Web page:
Margaret Mead And The Stanley Hotel
It was May 1977, and I was sitting at an outdoor table in the Thorn Tree Cafe of Nairobi, Kenya’s, New Stanley Hotel, nursing a Tusker beer and alternating glances between the local paper (“Saboteurs Hit Uganda!” blared one headline) and the other patrons.
I chuckled at some members of the well-heeled safari set sipping bubbly at a nearby table, looking slightly ridiculous in their pith helmets and bush jackets.
But I have to admit, I was a bit envious of them. I was on my first overseas reporting assignment for a news service I was working for at the time, and, after several days of frustration, the stories just weren’t materializing — in truth, I didn’t know what I was doing or even where to start.
Like the future travel writer I would become, I just wanted to be out on safari on my first trip to East Africa, joining those folks in pith helmets and bush jackets. My news service, however, expected gripping, highly original stories about, well, something newsworthy — which, unless I caught a rogue guide poaching rhino horns, wildlife safaris were not.
Then a tiny miracle emerged from the hotel: a diminutive woman in her late 70s carrying a walking stick taller than herself.
As a frequent interview subject on TV, she was immediately recognizable as Dr. Margaret Mead, the world-renowned cultural anthropologist and author of such classics as Coming of Age in Samoa and Male and Female.
I watched as she approached a busy intersection and hesitated crossing at the corner. Even when the lights were green, some drivers were plowing right through.
Smelling a story, I bolted up from my seat and scurried over to her. Introducing myself as an American journalist, I paid my respects to her work, some of which I’d read in college, and asked what she was doing in Kenya.
“Actually,” she replied, “all I want to do is get across this street alive.”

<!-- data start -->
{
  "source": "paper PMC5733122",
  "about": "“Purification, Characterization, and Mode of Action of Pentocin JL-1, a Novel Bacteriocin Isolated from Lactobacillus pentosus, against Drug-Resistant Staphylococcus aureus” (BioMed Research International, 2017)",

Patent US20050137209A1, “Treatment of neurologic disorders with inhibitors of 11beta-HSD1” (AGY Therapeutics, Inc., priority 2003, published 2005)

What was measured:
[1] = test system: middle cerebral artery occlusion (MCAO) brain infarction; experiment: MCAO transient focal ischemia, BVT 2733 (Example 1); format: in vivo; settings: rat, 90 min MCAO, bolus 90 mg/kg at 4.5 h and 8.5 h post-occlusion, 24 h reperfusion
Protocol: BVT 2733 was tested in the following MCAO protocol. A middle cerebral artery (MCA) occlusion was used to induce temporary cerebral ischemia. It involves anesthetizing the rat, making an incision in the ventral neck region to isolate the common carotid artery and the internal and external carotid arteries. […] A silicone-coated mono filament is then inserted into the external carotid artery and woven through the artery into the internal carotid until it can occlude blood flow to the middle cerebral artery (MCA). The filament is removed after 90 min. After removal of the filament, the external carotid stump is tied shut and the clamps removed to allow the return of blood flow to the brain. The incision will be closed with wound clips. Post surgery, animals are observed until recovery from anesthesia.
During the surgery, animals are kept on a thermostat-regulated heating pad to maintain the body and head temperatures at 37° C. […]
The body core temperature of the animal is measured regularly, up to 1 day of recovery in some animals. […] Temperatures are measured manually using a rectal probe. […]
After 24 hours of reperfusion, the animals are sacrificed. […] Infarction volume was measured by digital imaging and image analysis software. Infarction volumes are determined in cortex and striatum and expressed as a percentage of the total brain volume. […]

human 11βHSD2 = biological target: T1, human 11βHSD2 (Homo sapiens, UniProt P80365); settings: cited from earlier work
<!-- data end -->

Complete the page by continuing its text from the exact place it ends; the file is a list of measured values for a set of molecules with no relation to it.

At last, I thought, a chance to use my Boy Scout training!
After I helped her cross the street, she suggested I accompany her a few blocks to her destination, where she promised me a good story.
We walked slowly down Kenyatta Avenue, Nairobi’s main boulevard, where we were stopped twice by various admirers — all hers, of course. (“Sorry, folks,” I thought to myself, “she’s mine.”)
“Now look for a chicken place,” she told me. “The building we are going to is directly across from that.”
The Doors Close
Soon the familiar grin of Colonel Sanders appeared across the boulevard. She motioned me into a nondescript government complex, and we headed up some stairs to a meeting Margaret Mead was chairing related to a United Nations environmental conference then underway in Nairobi.
At Dr. Mead’s request, a public relations man handed me a garbled, week-old press release titled “Statement by the Advisory Workshop of Experts on the Role of the Non-Government Organizations and the United Nations Habitat and Human Settlements Foundation.”
I quickly scanned it — a masterpiece of bureaucratese, and dog-eared at that.
“There’s your story,” Dr. Mead told me. “I have to go into this meeting now. What was your name again?”
As she disappeared into the meeting room, I knew I had missed my big chance; I hadn’t even handed her a business card.
Halfheartedly calling out my name behind her, I fumbled with the press release for a moment, then headed across the street to take consolation in a three-piece greasy chicken platter from the Colonel. It was the last time I saw her.
Postscript: Margaret Mead died a year and a half later in 1978, at age 77. Even though I didn’t get a story from our encounter (until now), I felt privileged to meet her and help her get safely across the street. And after a few more days of chasing what turned out to be non-stories, I did finally get to go on safari.